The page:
If there’s two words I could use to describe my feelings at the start of this journey, it’d be hopeful and skeptical! But here we are–at day 101 with the entire 100 Day Project completed! :D I have attempted this once before and failed pretty miserably, so I am super happy to have finished it this year!
Throughout these last 100 days, I have been thinking to myself: What did I do this time that made it successful? Would I do anything differently in the future? What did I and do I want to accomplish? I tried to organize my thoughts and share them in today’s post. There’s 7 tips for a successful 100 Day Project as well as some final thoughts. I hope that if this project is something you are interested in participating in, that the points below encourage you and also give you some helpful tips!
Before we get started, here’s a quick explanation of my personal project so you know what I’m referring to! It was called 100 Days of Alphabet Connections and I took each letter of the alphabet and connected it to all the letters of the alphabet (ie: aa, ab, ac, all the way to zz.)
Take time to plan ahead.
Dedicating a good chunk of time to think through this project and plan each day in advance helped me TREMENDOUSLY! The reason this set me up for success is because I just had to focus on executing each day instead of planning and executing. I figured out exactly what connections would be lettered per day and all I had to do was refer to my list once the project started. If I hadn’t done that, each day would’ve taken way more time! I am also pretty sure I would’ve messed up along the way and not ended with zz on day 100!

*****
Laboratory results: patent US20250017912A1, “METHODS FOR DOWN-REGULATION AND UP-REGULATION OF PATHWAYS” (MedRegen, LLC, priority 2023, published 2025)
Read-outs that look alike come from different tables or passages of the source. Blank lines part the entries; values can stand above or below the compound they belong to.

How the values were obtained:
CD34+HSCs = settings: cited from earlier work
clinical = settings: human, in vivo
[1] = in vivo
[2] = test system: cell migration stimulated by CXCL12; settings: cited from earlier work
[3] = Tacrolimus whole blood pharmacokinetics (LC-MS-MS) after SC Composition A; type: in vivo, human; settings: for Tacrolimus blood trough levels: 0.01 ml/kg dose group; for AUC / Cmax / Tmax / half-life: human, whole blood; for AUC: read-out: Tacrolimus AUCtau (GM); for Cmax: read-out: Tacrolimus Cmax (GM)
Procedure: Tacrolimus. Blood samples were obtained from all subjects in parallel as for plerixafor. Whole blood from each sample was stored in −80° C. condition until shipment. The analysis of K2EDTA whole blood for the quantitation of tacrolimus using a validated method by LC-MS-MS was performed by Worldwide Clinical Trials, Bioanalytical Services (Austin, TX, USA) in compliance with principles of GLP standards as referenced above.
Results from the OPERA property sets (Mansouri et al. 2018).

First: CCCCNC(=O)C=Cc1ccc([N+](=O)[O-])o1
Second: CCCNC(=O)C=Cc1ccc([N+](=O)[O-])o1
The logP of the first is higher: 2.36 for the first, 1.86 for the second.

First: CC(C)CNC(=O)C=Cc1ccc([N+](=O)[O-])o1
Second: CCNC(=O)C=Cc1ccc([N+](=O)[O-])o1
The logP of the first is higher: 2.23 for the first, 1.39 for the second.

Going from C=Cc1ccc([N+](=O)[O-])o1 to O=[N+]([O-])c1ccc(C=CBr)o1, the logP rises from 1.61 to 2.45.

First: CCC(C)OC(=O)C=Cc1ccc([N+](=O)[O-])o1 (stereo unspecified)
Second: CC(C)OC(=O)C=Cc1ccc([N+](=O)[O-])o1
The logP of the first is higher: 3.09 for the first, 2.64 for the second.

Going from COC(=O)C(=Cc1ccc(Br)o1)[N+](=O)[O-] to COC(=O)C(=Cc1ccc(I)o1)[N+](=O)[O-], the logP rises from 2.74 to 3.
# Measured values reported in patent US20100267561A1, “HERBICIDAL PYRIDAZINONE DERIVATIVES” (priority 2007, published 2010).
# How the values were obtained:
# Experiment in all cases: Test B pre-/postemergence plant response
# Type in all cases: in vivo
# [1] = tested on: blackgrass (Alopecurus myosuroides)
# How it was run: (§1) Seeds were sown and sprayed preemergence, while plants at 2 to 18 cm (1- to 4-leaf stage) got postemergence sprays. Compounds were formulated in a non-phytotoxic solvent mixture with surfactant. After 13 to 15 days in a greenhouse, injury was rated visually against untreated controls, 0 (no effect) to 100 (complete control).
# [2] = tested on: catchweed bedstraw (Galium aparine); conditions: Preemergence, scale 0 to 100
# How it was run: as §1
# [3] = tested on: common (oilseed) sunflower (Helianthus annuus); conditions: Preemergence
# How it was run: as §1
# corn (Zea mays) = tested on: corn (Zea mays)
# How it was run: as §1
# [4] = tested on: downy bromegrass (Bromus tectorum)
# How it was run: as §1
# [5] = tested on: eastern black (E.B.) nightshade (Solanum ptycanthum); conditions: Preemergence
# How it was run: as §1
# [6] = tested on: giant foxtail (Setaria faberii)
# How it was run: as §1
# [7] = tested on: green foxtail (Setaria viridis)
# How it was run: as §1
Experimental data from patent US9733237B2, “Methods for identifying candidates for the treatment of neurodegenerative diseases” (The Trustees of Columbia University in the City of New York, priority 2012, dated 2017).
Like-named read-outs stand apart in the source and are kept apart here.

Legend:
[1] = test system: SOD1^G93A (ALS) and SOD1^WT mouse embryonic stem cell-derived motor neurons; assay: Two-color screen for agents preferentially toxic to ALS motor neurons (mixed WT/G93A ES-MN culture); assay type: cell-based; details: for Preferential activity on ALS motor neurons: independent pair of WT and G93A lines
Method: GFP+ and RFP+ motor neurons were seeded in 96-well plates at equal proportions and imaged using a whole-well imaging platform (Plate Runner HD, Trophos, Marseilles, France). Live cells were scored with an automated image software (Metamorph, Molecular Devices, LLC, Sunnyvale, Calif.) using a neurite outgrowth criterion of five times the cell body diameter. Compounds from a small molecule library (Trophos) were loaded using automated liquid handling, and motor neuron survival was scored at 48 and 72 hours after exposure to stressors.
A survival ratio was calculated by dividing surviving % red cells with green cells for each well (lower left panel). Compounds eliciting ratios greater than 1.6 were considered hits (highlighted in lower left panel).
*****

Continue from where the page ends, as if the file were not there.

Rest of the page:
In comparison, my first project was lettering daily entries for a gratitude journal. I found that having to come up with what I wanted to write PLUS actually lettering it took up a lot of time! In the long run, this made it less sustainable and easier for me to fall off the bandwagon.
I’ve seen people with less structured projects–for example, write a book and each day would include something that worked towards this goal. I love that idea and I think that format totally works as well! It just depends on what works for you and what you prefer. I think personally, I need to stick with as much structure as possible!
Add the actual date!
Speaking of planning, the way I got organized was by listing each day followed by the connection, ie: Day 1 = aa, ab, ac, Day 2 = ad, ae, af, etc. Nowhere did I put the actual date and I quickly learned that this was a total rookie mistake! After 10+ days, I had no idea what day it was or what date it was lol (plus we are in pandemic times so the sense of time is even more messed up than usual!) I ended up penciling in the dates next to each connection and that made it MUCH easier! I was able to make sure I was doing the right connection, not miss any dates, and keep track of everything!
Pick a project that can be done in less than 30 minutes…
If you have more than 30 minutes to work on your project that’s awesome! For me, I found that knowing I only had to dedicate 30 min (or a little more/a little less) made it possible for me to complete my project. If I didn’t have much time I could still squeeze it in and if I was a little behind, I could easily catch up.
I think one of the coolest aspects of this project is seeing what can be accomplished with a little bit of dedication each day. It’s a wonderful reminder that little actions do add up and make an impact!
I know this won’t always be possible depending on what your project is, but this worked for me! I think I will stick to the same format next year as well.
…and includes variety!
Getting to letter connections I had never lettered before really helped to keep me excited and engaged! Although letters were repeated, they switched often enough where it never got tedious. Lettering is something I do quite often so I wanted to make sure I wouldn’t get bored. A boring project easily turns into an abandoned one!